Thursday, August 11

Brazilfest and Food

Last weekend while the gang (Zexxy, The Main and Nat) were at Grouse Grind hiking and eating pizza, I decided to go to a festival I had already marked as great. One of the major streets in the Downtown core of Vancouver, Granville was partially closed and filled with the sounds of samba, the moves of capoeira and various other Brazilian cultural treasures, including authentic food. Brazilfest is back!
This time a big part of the festival was authentic Brazilian "street" food.
Huge countries like Brazil usually have very vibrant and exotic gastronomies; Brazil's gastronomy is influenced mainly by three different cultures. One of them is Portuguese and the other two are the local Indians and slaves from Africa.
One of the best examples is Feijoada, a traditional African black bean stew infused with salted pork and Linguiça (a Portugese sausage) and Farofa (a local toasted dish prepared with manioc flour) which is then cooked in a clay pot for hours. Originally, this dish was prepared with different parts of the meat including pig trimmings, such as parts of the head and feet. This is still a Sunday tradition among many Brazilian families.
Obviously, you can link beans and meat stew among many cultures, especially Mediterranean. For example French "cassoulet" and Serbian "Srpski pasulj" I have already mentioned in previous posts on my blog.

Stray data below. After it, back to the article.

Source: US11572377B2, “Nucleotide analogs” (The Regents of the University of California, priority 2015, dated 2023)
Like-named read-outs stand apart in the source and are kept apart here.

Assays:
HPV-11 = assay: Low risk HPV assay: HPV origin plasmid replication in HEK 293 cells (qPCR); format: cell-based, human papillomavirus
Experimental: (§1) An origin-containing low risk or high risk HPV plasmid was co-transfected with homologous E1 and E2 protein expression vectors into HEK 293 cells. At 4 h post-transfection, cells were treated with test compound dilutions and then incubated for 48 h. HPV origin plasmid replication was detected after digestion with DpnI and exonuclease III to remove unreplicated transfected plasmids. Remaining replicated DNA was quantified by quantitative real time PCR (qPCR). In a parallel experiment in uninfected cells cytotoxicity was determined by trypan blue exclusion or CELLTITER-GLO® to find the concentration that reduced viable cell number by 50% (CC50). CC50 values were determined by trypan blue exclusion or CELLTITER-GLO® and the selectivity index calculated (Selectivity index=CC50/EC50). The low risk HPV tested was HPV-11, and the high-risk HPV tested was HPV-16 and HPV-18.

One of the most iconic street foods from the Bahia region, Acarajé (black bean fritters) also has its roots in Nigerian bean fritters, Akara. The only difference is the accompanying Vatapá shrimp paste served with these fritters in Brazil. Brazilian women, who were making the dish for the event, beautifully dressed in traditional white, told me how much effort it takes to make this dish, from cooking and peeling beans to forming balls and frying.
It is worth the effort! However, I'm on the Brazilian side here, the shrimp paste makes it taste so much better!

Beside famous Brazilian churrasco-grilled meat, coxinha de frango-chicken filled dough, I very much enjoyed quejos/pao de quejo, an unusualy chewy, wheat free, cheese bun made from tapioca flour.

A wide range of exotic fruits is present in many popular sweets and pastries, as well as drinks. One of the most popular alcoholic drinks is batida, made with a variety of fruit chunks and juices and cachaça-strong sugar cane brandy.

An interesting fact is that Brazilians like to eat their fresh fruits with a fruit seasoning called salsa en polvo. Usually this seasoning mix is made of dried lime juice, chili peppers and salt.
How does spiced up pineapple or mango taste compared to eating just plain fruits? To give you an idea, it's like comparing two types of dance steps... samba and waltz.

Besides the exotic fruits, Brazilian party desserts consist of light cakes and custards with coconut, cocoa and condensed milk. Doce de liete-milk dessert or pudding, quindinho custard and beijinho-coconut kisses, were very simple and popular, but I noticed that one dessert beat the rest based on the number of requests from native Brazilians present at the festival. It was Brigadeiro, Brazilian chocolate truffle; it is very simple to make, yet very smooth and delicious.

Stroll through Brazilian gastronomy would be incomplete if I didn't mention coffee, one of the symbols of Brasil, beside soccer and samba. But more about that on my Espresso page.


Acaraje with vatapa


1 lb (1/2 kg) dried black-eyed peas